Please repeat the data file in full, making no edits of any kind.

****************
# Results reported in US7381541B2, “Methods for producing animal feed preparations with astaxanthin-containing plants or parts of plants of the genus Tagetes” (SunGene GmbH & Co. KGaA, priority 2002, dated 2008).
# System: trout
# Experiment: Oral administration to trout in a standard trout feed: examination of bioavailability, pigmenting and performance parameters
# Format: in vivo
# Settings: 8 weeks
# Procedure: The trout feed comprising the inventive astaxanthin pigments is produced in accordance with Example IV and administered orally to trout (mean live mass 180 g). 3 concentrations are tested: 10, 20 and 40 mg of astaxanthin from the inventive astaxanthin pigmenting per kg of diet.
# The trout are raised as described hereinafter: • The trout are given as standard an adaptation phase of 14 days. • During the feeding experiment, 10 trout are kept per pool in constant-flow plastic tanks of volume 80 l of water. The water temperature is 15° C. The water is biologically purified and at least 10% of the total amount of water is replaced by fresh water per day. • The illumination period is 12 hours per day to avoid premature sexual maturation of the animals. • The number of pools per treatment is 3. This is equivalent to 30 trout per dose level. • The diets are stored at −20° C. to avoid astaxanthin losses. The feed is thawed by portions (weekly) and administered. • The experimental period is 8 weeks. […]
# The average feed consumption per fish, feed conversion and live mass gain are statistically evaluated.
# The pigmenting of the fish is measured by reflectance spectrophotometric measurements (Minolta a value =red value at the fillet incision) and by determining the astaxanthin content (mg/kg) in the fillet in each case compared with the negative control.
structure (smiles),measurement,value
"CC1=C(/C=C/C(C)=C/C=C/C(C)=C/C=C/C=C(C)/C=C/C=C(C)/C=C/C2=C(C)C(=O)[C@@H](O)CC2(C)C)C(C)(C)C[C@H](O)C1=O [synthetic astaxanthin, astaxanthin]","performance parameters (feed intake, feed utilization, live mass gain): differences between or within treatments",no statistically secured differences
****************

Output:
# Results reported in US7381541B2, “Methods for producing animal feed preparations with astaxanthin-containing plants or parts of plants of the genus Tagetes” (SunGene GmbH & Co. KGaA, priority 2002, dated 2008).
# System: trout
# Experiment: Oral administration to trout in a standard trout feed: examination of bioavailability, pigmenting and performance parameters
# Format: in vivo
# Settings: 8 weeks
# Procedure: The trout feed comprising the inventive astaxanthin pigments is produced in accordance with Example IV and administered orally to trout (mean live mass 180 g). 3 concentrations are tested: 10, 20 and 40 mg of astaxanthin from the inventive astaxanthin pigmenting per kg of diet.
# The trout are raised as described hereinafter: • The trout are given as standard an adaptation phase of 14 days. • During the feeding experiment, 10 trout are kept per pool in constant-flow plastic tanks of volume 80 l of water. The water temperature is 15° C. The water is biologically purified and at least 10% of the total amount of water is replaced by fresh water per day. • The illumination period is 12 hours per day to avoid premature sexual maturation of the animals. • The number of pools per treatment is 3. This is equivalent to 30 trout per dose level. • The diets are stored at −20° C. to avoid astaxanthin losses. The feed is thawed by portions (weekly) and administered. • The experimental period is 8 weeks. […]
# The average feed consumption per fish, feed conversion and live mass gain are statistically evaluated.
# The pigmenting of the fish is measured by reflectance spectrophotometric measurements (Minolta a value =red value at the fillet incision) and by determining the astaxanthin content (mg/kg) in the fillet in each case compared with the negative control.
structure (smiles),measurement,value
"CC1=C(/C=C/C(C)=C/C=C/C(C)=C/C=C/C=C(C)/C=C/C=C(C)/C=C/C2=C(C)C(=O)[C@@H](O)CC2(C)C)C(C)(C)C[C@H](O)C1=O [synthetic astaxanthin, astaxanthin]","performance parameters (feed intake, feed utilization, live mass gain): differences between or within treatments",no statistically secured differences